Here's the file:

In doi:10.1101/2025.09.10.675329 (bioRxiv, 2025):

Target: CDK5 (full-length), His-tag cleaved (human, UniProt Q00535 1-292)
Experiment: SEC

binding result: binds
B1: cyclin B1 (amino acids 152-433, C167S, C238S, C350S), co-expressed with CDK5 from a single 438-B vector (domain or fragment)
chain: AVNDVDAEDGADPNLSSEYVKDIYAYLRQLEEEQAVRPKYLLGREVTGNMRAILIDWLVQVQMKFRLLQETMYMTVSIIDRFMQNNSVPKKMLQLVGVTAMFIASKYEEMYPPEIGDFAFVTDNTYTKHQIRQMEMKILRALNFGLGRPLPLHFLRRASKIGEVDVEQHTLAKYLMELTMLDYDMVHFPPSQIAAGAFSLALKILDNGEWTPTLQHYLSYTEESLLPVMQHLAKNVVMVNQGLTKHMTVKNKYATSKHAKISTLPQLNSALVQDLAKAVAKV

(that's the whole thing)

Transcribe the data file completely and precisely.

In doi:10.1101/2025.09.10.675329 (bioRxiv, 2025):

Target: CDK5 (full-length), His-tag cleaved (human, UniProt Q00535 1-292)
Experiment: SEC

binding result: binds
B1: cyclin B1 (amino acids 152-433, C167S, C238S, C350S), co-expressed with CDK5 from a single 438-B vector (domain or fragment)
chain: AVNDVDAEDGADPNLSSEYVKDIYAYLRQLEEEQAVRPKYLLGREVTGNMRAILIDWLVQVQMKFRLLQETMYMTVSIIDRFMQNNSVPKKMLQLVGVTAMFIASKYEEMYPPEIGDFAFVTDNTYTKHQIRQMEMKILRALNFGLGRPLPLHFLRRASKIGEVDVEQHTLAKYLMELTMLDYDMVHFPPSQIAAGAFSLALKILDNGEWTPTLQHYLSYTEESLLPVMQHLAKNVVMVNQGLTKHMTVKNKYATSKHAKISTLPQLNSALVQDLAKAVAKV